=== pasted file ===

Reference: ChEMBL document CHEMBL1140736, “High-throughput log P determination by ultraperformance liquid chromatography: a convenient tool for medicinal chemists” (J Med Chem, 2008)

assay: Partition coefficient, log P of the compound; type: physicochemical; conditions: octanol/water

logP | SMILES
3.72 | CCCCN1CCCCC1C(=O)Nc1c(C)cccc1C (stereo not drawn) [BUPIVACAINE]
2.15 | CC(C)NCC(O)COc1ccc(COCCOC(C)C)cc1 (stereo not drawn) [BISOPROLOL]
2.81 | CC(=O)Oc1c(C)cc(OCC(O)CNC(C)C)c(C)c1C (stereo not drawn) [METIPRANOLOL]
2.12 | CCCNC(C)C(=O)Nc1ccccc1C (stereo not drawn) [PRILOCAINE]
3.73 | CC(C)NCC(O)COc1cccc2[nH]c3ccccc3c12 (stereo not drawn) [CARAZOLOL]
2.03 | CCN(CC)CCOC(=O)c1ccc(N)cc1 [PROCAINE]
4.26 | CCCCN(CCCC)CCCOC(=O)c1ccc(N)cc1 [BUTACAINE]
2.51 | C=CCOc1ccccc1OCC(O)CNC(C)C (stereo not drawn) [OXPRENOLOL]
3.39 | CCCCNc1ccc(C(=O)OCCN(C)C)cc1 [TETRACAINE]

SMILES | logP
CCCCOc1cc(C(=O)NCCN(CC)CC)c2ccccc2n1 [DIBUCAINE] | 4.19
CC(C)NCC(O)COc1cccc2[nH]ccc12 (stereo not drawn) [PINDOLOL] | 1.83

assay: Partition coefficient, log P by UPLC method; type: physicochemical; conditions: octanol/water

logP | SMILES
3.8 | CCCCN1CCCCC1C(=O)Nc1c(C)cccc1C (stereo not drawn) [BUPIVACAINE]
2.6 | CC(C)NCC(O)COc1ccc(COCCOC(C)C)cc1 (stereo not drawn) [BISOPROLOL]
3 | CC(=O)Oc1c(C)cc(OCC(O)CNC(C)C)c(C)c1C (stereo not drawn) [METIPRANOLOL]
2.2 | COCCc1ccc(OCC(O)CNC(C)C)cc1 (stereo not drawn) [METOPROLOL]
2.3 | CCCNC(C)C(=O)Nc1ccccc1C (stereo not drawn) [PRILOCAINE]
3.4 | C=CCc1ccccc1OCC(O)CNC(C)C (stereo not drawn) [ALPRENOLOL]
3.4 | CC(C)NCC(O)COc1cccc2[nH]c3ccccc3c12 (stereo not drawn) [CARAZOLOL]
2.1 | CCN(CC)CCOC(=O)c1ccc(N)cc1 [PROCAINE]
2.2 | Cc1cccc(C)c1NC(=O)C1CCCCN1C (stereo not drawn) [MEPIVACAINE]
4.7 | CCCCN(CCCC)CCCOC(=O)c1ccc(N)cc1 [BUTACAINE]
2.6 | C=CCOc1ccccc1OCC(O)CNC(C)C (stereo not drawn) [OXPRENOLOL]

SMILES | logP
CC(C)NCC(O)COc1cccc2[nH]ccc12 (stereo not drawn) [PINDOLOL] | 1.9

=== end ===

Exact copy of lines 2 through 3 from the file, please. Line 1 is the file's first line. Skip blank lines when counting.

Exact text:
assay: Partition coefficient, log P of the compound; type: physicochemical; conditions: octanol/water

logP | SMILES